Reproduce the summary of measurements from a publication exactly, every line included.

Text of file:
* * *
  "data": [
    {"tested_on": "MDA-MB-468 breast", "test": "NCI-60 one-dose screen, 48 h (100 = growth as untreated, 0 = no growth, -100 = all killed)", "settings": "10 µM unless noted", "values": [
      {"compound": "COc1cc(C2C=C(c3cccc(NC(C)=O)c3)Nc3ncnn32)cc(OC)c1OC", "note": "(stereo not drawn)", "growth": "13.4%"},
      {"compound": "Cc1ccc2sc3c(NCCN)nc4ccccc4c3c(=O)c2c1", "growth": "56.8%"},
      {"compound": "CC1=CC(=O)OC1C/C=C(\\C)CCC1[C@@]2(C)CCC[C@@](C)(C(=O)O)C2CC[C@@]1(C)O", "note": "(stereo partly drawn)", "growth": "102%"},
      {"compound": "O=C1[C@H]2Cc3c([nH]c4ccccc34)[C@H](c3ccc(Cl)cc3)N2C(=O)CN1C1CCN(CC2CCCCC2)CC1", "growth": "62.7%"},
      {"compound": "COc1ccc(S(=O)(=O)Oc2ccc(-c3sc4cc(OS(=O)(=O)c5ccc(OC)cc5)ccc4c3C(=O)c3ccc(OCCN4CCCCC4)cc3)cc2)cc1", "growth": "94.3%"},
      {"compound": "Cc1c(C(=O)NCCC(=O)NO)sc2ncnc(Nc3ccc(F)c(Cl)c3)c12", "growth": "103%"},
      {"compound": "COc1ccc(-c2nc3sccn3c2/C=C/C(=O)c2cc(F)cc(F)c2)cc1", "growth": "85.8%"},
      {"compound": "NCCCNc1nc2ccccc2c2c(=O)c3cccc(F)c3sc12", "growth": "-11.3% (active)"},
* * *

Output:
  "data": [
    {"tested_on": "MDA-MB-468 breast", "test": "NCI-60 one-dose screen, 48 h (100 = growth as untreated, 0 = no growth, -100 = all killed)", "settings": "10 µM unless noted", "values": [
      {"compound": "COc1cc(C2C=C(c3cccc(NC(C)=O)c3)Nc3ncnn32)cc(OC)c1OC", "note": "(stereo not drawn)", "growth": "13.4%"},
      {"compound": "Cc1ccc2sc3c(NCCN)nc4ccccc4c3c(=O)c2c1", "growth": "56.8%"},
      {"compound": "CC1=CC(=O)OC1C/C=C(\\C)CCC1[C@@]2(C)CCC[C@@](C)(C(=O)O)C2CC[C@@]1(C)O", "note": "(stereo partly drawn)", "growth": "102%"},
      {"compound": "O=C1[C@H]2Cc3c([nH]c4ccccc34)[C@H](c3ccc(Cl)cc3)N2C(=O)CN1C1CCN(CC2CCCCC2)CC1", "growth": "62.7%"},
      {"compound": "COc1ccc(S(=O)(=O)Oc2ccc(-c3sc4cc(OS(=O)(=O)c5ccc(OC)cc5)ccc4c3C(=O)c3ccc(OCCN4CCCCC4)cc3)cc2)cc1", "growth": "94.3%"},
      {"compound": "Cc1c(C(=O)NCCC(=O)NO)sc2ncnc(Nc3ccc(F)c(Cl)c3)c12", "growth": "103%"},
      {"compound": "COc1ccc(-c2nc3sccn3c2/C=C/C(=O)c2cc(F)cc(F)c2)cc1", "growth": "85.8%"},
      {"compound": "NCCCNc1nc2ccccc2c2c(=O)c3cccc(F)c3sc12", "growth": "-11.3% (active)"},